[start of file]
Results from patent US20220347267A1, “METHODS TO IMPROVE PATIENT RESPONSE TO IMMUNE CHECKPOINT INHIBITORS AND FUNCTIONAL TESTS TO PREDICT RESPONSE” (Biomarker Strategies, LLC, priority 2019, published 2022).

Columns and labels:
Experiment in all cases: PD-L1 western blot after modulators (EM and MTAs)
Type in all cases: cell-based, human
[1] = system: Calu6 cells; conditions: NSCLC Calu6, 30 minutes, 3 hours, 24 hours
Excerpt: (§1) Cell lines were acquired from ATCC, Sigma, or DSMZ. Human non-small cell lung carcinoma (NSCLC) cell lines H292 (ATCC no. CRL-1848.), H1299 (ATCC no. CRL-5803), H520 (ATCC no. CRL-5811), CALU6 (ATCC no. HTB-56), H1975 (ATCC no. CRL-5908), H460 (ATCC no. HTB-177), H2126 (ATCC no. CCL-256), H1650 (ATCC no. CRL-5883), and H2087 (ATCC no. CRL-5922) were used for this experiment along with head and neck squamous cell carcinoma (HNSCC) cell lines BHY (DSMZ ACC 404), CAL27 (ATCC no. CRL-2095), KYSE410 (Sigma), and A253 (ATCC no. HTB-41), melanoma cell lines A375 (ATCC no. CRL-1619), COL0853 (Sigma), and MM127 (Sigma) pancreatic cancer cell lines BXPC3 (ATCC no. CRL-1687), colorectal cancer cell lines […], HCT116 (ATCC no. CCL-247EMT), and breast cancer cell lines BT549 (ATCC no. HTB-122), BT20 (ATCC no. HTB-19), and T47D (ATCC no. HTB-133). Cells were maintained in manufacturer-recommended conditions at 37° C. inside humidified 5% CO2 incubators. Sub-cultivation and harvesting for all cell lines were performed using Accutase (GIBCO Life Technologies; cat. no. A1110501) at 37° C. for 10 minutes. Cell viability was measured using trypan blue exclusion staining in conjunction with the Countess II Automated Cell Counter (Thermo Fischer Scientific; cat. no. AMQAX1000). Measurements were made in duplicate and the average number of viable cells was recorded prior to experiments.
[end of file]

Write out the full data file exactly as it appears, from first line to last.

Results from patent US20220347267A1, “METHODS TO IMPROVE PATIENT RESPONSE TO IMMUNE CHECKPOINT INHIBITORS AND FUNCTIONAL TESTS TO PREDICT RESPONSE” (Biomarker Strategies, LLC, priority 2019, published 2022).

Columns and labels:
Experiment in all cases: PD-L1 western blot after modulators (EM and MTAs)
Type in all cases: cell-based, human
[1] = system: Calu6 cells; conditions: NSCLC Calu6, 30 minutes, 3 hours, 24 hours
Excerpt: (§1) Cell lines were acquired from ATCC, Sigma, or DSMZ. Human non-small cell lung carcinoma (NSCLC) cell lines H292 (ATCC no. CRL-1848.), H1299 (ATCC no. CRL-5803), H520 (ATCC no. CRL-5811), CALU6 (ATCC no. HTB-56), H1975 (ATCC no. CRL-5908), H460 (ATCC no. HTB-177), H2126 (ATCC no. CCL-256), H1650 (ATCC no. CRL-5883), and H2087 (ATCC no. CRL-5922) were used for this experiment along with head and neck squamous cell carcinoma (HNSCC) cell lines BHY (DSMZ ACC 404), CAL27 (ATCC no. CRL-2095), KYSE410 (Sigma), and A253 (ATCC no. HTB-41), melanoma cell lines A375 (ATCC no. CRL-1619), COL0853 (Sigma), and MM127 (Sigma) pancreatic cancer cell lines BXPC3 (ATCC no. CRL-1687), colorectal cancer cell lines […], HCT116 (ATCC no. CCL-247EMT), and breast cancer cell lines BT549 (ATCC no. HTB-122), BT20 (ATCC no. HTB-19), and T47D (ATCC no. HTB-133). Cells were maintained in manufacturer-recommended conditions at 37° C. inside humidified 5% CO2 incubators. Sub-cultivation and harvesting for all cell lines were performed using Accutase (GIBCO Life Technologies; cat. no. A1110501) at 37° C. for 10 minutes. Cell viability was measured using trypan blue exclusion staining in conjunction with the Countess II Automated Cell Counter (Thermo Fischer Scientific; cat. no. AMQAX1000). Measurements were made in duplicate and the average number of viable cells was recorded prior to experiments.